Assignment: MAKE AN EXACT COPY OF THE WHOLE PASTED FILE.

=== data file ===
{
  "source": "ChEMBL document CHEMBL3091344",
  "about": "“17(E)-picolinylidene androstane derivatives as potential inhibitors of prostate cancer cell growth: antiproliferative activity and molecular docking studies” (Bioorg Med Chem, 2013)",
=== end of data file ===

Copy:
{
  "source": "ChEMBL document CHEMBL3091344",
  "about": "“17(E)-picolinylidene androstane derivatives as potential inhibitors of prostate cancer cell growth: antiproliferative activity and molecular docking studies” (Bioorg Med Chem, 2013)",